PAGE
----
- The Telegraph Station
- Radar Station
- Whale spotting
As we arrived at the car park of the Cape Otway Lighthouse the heavens opened. After waiting 10 minutes or so we decided to abandon any hope of seeing the lighthouse and its surrounds. This Great Ocean Road weather was going from rain to drizzle to pouring rain. Onto Apollo Bay, we go! By this time it was nearing 3.30 pm and the skies were closing in on our Great Ocean Road Tour. We finally headed out of the Otway Forest and back onto the coast at Apollo Bay.
Get your car booked for your Great Ocean Road day tour
The last 92km of our Great Ocean Road day tour from Apollo Bay through to Torquay encompasses what many people imagine the Great Ocean Road to be. A windy road that hugs the coastline with eye-level views of the beach from far and near. The road itself is like a wave it rises and drops its twists and curls around the mountains. The views of the ocean are amazing if not distracting at times as pass through small beach towns and large ones such as Lorne, Aireys Inlet and Anglesea. There is another lighthouse at Aireys Inlet that you can see from the road. It’s called the Split Point Lighthouse. The Split Point Lighthouse is famous in Australia as a setting for a kids Tv show called Going around the twist. We passed through Torquay the official end or start of the Great Ocean Road at 5.45pm in Darkness and reached Geelong on the stroke of 6 pm.
Although we proved a Great Ocean Road day tour could be done, should it be done? I don’t think especially not in the winter months when the darkness closes in early. Maybe in Summer when it’s daylight until 9 pm it would be much better to do in a day. I reality one should take 2 days maybe even three to do.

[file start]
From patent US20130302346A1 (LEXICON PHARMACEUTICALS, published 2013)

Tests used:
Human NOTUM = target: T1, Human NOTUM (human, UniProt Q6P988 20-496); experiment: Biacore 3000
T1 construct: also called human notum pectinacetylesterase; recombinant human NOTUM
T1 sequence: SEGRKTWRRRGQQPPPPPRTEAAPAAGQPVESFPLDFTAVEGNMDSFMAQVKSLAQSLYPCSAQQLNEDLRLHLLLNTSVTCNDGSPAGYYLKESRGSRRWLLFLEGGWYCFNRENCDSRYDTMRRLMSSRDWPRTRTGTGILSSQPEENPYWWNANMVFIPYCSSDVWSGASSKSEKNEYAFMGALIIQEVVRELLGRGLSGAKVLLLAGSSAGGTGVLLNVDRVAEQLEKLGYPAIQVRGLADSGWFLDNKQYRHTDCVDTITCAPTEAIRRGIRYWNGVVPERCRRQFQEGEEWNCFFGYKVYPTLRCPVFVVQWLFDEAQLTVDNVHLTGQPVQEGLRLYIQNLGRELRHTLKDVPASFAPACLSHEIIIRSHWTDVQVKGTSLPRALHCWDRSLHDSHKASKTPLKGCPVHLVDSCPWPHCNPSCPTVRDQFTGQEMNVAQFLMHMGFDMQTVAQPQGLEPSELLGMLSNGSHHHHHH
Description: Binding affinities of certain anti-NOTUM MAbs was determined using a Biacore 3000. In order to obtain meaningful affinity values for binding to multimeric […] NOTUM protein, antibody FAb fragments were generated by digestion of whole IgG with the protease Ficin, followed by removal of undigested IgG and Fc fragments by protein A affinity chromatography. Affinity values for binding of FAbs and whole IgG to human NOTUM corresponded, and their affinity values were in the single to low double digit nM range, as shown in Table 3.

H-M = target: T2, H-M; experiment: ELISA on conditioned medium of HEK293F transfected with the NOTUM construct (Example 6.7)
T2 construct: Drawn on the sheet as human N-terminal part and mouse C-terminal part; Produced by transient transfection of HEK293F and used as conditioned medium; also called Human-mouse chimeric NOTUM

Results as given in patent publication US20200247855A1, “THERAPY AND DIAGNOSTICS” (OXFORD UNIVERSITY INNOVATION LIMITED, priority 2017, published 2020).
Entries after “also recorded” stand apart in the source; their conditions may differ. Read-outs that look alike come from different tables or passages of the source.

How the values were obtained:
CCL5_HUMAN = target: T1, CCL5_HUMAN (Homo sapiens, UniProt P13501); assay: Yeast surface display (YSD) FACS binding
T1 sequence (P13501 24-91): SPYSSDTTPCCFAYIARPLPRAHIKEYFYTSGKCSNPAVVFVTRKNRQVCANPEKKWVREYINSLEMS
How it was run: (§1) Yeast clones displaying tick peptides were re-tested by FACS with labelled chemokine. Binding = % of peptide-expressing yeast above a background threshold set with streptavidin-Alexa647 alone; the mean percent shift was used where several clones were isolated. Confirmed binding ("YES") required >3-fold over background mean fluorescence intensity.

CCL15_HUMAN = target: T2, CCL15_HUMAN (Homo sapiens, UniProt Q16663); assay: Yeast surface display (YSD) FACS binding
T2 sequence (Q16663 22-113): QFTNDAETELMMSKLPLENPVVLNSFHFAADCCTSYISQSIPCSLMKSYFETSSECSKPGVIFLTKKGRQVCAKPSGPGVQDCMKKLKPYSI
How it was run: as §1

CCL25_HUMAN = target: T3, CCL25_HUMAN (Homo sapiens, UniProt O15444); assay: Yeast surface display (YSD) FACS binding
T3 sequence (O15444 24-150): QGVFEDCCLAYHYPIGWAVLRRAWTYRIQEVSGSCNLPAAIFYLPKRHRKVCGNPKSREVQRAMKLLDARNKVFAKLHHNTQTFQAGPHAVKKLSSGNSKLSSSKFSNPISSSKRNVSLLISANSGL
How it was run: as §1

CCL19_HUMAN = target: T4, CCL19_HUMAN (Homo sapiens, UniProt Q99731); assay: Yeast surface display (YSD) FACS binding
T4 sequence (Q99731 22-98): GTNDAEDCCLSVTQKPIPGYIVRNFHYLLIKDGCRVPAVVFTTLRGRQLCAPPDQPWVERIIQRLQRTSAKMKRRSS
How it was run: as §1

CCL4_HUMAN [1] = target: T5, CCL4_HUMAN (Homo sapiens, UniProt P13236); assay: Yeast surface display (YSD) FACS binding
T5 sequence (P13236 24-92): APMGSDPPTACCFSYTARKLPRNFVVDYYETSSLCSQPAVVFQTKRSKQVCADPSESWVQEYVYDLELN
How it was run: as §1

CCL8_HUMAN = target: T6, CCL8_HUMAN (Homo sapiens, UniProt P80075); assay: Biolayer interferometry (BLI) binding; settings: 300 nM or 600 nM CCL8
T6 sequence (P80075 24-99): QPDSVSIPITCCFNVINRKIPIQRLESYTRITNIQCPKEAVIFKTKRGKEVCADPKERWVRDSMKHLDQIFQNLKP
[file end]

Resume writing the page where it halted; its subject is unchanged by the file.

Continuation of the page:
My ideal Great Ocean road Itinerary would be:
Day 1: Torquay to Apollo Bay taking in Australian National Surfing Museum, Bells Beach, Waterfalls near Lorne,Our gift to you $30 off your next booking.com stay click here!
Day 2: Apollo Bay Area taking in the Cape Otway lighthouse and the Otway Fly tree top walk
Day 3: Apollo Bay to Warrnambool taking in Gibsons steps, 12 Apostles, Loch Ard Gorge, London Bridge, Port Cambell.
Given our time frame restraints, we are amazingly glad we got to see the Great Ocean Road attractions. Officially The Great Ocean Road starts at Torquay and finishes at Allansford near Warrnambool 244 Kilometres away. The road is two lane which can be frustrating at times as is the ever-changing speed limits that range from 50 kilometres per hour and 100 kilometres per hour. For Bec, wife and mother of Wyld Family Travel, the 12 Apostles Australia was a huge bucket list item for her. We are glad she got to tick it off. In reality with just one day, we would suggest that you head straight to Port Cambell National Park, This section is really what everyone wants to see, the rugged coastline, the sea stacks, huge cliffs and big seas this is the essence of the Great Ocean Road for me. So, when are you going to explore the Great Ocean Road?
We have selected two more article from Wyld Family Travel for your reading enjoyment. We hope you enjoy reading about the Australian Surfing Museum in Torquay. It is a Great Ocean road attraction. How many of the 11 Australian delicacies have you tried? Click the images to read.